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Have you ever had the experience of saying something to someone and the person you are talking to revels in the knowledge? As leaders, it is easy to find ourselves in a situation where we do not realize the value of what we know or the experience under our belt. As a result, we fail to pass on this knowledge to our team members.

Whether it is omitting “obvious” things that are actually only obvious to us, or rushing to bucket things into “need to know” and therefore forgetting to impart other knowledge to our team, the end result is the same – people around us don’t get the training or information they need to operate optimally.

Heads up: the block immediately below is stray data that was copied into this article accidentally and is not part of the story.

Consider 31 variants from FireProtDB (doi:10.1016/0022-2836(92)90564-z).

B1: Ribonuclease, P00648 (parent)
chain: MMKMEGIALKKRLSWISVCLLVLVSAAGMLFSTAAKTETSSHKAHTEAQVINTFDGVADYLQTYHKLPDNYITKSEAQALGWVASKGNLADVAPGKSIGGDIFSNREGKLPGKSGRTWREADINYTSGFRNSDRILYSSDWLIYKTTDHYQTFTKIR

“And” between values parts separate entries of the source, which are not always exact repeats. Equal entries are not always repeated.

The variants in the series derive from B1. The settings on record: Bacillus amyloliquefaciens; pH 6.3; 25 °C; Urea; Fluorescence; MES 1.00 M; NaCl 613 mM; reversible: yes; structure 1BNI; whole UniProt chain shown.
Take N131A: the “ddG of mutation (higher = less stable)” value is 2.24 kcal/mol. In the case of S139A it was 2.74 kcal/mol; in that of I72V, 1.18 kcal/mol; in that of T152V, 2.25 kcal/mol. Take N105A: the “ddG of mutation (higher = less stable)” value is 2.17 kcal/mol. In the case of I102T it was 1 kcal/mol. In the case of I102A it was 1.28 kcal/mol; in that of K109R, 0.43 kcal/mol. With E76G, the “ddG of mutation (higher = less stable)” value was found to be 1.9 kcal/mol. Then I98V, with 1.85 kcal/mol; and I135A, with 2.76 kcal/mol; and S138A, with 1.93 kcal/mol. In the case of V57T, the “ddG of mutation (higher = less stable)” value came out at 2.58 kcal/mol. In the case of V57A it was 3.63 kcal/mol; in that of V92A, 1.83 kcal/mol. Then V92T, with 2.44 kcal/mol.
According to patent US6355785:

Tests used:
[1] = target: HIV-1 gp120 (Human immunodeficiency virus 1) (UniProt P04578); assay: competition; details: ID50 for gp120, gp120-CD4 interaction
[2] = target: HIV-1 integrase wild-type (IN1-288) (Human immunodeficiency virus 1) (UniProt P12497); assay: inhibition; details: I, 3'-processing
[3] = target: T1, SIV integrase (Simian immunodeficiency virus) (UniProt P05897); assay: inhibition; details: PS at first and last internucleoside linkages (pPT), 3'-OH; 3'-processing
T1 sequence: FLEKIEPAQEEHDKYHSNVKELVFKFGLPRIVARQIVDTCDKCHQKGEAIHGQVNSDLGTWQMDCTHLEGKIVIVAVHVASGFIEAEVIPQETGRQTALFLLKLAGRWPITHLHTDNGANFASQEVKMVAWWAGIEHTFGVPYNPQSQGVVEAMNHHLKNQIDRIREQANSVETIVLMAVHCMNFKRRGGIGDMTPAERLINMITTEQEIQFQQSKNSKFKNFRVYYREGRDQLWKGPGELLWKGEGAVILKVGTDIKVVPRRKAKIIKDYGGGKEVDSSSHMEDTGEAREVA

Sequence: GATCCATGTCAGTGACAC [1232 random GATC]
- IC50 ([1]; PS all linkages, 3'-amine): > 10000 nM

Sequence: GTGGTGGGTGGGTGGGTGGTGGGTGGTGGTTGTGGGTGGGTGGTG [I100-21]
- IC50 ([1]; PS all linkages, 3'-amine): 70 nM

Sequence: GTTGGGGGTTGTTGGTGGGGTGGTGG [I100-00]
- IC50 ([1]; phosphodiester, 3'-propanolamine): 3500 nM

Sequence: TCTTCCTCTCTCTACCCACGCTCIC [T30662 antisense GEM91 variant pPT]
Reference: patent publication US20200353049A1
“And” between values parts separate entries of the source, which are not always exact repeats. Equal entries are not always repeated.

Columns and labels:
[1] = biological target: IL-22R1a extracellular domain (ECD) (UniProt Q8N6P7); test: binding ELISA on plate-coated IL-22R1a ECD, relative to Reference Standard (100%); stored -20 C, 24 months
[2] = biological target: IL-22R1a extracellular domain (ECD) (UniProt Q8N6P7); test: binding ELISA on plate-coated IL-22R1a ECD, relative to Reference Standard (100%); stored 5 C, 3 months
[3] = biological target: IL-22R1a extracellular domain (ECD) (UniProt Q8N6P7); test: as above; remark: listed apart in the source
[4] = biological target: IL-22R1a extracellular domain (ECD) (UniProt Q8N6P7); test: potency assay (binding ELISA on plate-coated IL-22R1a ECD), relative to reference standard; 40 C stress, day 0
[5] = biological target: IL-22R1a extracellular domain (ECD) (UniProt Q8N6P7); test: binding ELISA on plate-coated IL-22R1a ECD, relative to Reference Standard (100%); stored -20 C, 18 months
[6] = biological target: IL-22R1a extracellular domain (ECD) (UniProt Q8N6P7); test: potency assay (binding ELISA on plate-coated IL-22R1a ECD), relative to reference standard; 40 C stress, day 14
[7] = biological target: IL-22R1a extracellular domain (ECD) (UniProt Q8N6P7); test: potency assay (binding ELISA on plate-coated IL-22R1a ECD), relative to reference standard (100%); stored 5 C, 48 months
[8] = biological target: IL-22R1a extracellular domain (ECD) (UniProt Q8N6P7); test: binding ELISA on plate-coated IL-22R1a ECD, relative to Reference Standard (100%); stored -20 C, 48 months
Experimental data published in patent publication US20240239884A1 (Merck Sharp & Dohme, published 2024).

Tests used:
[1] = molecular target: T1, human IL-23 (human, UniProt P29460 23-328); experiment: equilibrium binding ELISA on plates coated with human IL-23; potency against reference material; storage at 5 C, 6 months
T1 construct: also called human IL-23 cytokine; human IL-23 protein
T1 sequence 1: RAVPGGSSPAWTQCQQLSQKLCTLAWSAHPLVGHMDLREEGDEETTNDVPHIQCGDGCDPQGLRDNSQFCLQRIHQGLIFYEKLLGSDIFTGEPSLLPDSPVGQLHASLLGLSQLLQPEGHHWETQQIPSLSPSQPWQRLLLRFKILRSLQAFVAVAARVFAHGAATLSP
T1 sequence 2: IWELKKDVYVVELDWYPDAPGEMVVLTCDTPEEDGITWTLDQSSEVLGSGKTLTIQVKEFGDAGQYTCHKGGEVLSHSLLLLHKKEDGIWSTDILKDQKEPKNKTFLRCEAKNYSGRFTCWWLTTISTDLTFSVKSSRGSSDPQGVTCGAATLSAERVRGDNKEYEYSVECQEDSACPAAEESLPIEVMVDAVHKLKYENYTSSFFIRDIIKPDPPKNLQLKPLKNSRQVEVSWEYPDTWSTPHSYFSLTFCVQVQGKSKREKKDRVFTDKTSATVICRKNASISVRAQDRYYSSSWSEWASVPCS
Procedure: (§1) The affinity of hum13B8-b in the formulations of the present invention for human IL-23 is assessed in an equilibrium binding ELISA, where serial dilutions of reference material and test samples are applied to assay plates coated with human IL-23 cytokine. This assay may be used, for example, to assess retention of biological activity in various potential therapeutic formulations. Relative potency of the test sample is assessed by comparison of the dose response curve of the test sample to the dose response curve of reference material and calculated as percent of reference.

To be successful, you need to develop a team that is self-motivated, takes initiative, and is capable of innovation and execution. To accomplish great things, you need a team to carry your vision forward.

So how can we do a better job of imparting our information to others? How can we share knowledge in a way that makes everyone better (team members with expanded skills and leaders with more time to focus on important things)?

It’s actually an easy answer: coaching!

Below are some strategies and ideas to help you spread your knowledge more effectively and be a top leader and coach.



Different strokes for different folks

The first thing to realize is that there is no one-size-fits-all strategy to coaching. Some people will flourish given more opportunity. Others need to be pushed and driven with deadlines and regular check-ins. And yet others need hand-holding and regular reassurance they are on the right path. As a leader, it is your job to adapt your style to their needs.